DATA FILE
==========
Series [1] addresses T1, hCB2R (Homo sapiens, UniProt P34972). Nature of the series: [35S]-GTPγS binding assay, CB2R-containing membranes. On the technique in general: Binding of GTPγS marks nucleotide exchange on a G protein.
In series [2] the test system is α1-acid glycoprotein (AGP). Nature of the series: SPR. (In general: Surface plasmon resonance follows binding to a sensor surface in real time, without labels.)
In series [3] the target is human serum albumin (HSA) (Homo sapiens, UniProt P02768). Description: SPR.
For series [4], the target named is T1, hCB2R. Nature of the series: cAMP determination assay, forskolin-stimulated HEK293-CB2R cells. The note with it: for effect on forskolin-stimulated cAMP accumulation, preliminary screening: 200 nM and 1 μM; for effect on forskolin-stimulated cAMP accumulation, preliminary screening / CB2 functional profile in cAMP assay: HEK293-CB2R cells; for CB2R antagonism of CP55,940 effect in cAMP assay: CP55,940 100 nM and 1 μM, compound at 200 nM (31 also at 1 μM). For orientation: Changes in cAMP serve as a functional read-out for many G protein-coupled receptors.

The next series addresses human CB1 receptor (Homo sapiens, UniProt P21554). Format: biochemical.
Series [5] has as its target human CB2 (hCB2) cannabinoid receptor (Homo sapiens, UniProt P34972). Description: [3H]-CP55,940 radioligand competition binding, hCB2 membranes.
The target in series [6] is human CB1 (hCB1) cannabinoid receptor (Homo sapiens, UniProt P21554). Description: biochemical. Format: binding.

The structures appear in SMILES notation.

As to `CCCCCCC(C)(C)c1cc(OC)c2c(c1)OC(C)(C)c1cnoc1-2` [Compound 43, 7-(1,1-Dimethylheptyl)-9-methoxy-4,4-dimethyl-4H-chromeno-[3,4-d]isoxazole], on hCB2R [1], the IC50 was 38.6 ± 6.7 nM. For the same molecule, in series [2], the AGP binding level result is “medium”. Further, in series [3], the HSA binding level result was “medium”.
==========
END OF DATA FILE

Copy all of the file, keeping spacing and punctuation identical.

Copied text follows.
Series [1] addresses T1, hCB2R (Homo sapiens, UniProt P34972). Nature of the series: [35S]-GTPγS binding assay, CB2R-containing membranes. On the technique in general: Binding of GTPγS marks nucleotide exchange on a G protein.
In series [2] the test system is α1-acid glycoprotein (AGP). Nature of the series: SPR. (In general: Surface plasmon resonance follows binding to a sensor surface in real time, without labels.)
In series [3] the target is human serum albumin (HSA) (Homo sapiens, UniProt P02768). Description: SPR.
For series [4], the target named is T1, hCB2R. Nature of the series: cAMP determination assay, forskolin-stimulated HEK293-CB2R cells. The note with it: for effect on forskolin-stimulated cAMP accumulation, preliminary screening: 200 nM and 1 μM; for effect on forskolin-stimulated cAMP accumulation, preliminary screening / CB2 functional profile in cAMP assay: HEK293-CB2R cells; for CB2R antagonism of CP55,940 effect in cAMP assay: CP55,940 100 nM and 1 μM, compound at 200 nM (31 also at 1 μM). For orientation: Changes in cAMP serve as a functional read-out for many G protein-coupled receptors.

The next series addresses human CB1 receptor (Homo sapiens, UniProt P21554). Format: biochemical.
Series [5] has as its target human CB2 (hCB2) cannabinoid receptor (Homo sapiens, UniProt P34972). Description: [3H]-CP55,940 radioligand competition binding, hCB2 membranes.
The target in series [6] is human CB1 (hCB1) cannabinoid receptor (Homo sapiens, UniProt P21554). Description: biochemical. Format: binding.

The structures appear in SMILES notation.

As to `CCCCCCC(C)(C)c1cc(OC)c2c(c1)OC(C)(C)c1cnoc1-2` [Compound 43, 7-(1,1-Dimethylheptyl)-9-methoxy-4,4-dimethyl-4H-chromeno-[3,4-d]isoxazole], on hCB2R [1], the IC50 was 38.6 ± 6.7 nM. For the same molecule, in series [2], the AGP binding level result is “medium”. Further, in series [3], the HSA binding level result was “medium”.